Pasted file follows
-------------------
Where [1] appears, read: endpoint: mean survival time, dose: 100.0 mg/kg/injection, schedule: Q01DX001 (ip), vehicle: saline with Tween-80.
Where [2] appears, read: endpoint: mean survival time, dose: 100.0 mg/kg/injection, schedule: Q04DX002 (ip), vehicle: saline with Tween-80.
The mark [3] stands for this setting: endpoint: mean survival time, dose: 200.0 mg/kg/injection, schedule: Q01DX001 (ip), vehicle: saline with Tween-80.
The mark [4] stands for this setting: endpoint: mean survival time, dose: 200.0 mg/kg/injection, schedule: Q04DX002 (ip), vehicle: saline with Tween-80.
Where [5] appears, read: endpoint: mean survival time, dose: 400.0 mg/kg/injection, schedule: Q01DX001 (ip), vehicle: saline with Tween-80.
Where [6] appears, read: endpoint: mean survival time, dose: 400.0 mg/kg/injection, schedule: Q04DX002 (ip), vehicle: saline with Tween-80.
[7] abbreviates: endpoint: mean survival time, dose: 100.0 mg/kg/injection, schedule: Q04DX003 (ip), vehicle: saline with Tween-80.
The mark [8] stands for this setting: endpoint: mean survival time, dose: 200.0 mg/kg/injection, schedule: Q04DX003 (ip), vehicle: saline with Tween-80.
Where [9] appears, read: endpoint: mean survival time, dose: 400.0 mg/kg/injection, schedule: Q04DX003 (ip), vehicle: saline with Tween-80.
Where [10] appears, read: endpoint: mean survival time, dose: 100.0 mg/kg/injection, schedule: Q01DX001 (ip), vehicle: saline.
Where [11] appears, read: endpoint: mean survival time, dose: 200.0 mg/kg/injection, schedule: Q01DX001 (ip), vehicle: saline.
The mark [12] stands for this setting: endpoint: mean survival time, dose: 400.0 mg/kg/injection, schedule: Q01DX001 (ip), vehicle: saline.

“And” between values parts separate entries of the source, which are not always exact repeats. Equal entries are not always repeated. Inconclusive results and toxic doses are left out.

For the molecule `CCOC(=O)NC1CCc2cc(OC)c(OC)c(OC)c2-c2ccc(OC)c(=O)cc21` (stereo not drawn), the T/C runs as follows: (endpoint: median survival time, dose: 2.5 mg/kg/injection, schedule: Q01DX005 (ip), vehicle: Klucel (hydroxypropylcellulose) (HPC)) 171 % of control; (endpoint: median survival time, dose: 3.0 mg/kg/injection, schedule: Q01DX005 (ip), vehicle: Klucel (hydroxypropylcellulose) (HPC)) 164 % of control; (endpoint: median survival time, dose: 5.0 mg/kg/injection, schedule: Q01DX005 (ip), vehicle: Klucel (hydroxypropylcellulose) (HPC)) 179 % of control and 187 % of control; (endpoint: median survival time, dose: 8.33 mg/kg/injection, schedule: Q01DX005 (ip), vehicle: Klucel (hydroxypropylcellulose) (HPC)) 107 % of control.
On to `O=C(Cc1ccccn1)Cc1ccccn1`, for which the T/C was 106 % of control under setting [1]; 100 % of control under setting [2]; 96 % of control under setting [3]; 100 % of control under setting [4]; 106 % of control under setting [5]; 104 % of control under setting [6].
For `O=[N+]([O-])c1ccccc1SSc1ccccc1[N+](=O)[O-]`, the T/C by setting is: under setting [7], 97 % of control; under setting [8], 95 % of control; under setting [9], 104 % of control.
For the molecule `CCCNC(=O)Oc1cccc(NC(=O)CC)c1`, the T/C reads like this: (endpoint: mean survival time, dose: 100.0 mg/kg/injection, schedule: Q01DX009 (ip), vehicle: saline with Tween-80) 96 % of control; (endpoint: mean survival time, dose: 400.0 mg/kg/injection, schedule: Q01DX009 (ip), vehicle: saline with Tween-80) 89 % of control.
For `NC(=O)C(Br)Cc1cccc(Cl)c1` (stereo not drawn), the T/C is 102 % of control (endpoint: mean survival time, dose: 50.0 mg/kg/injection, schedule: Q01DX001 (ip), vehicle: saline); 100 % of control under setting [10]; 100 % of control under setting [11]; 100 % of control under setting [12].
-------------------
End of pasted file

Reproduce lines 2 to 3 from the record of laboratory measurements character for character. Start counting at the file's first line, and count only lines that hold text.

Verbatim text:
Where [2] appears, read: endpoint: mean survival time, dose: 100.0 mg/kg/injection, schedule: Q04DX002 (ip), vehicle: saline with Tween-80.
The mark [3] stands for this setting: endpoint: mean survival time, dose: 200.0 mg/kg/injection, schedule: Q01DX001 (ip), vehicle: saline with Tween-80.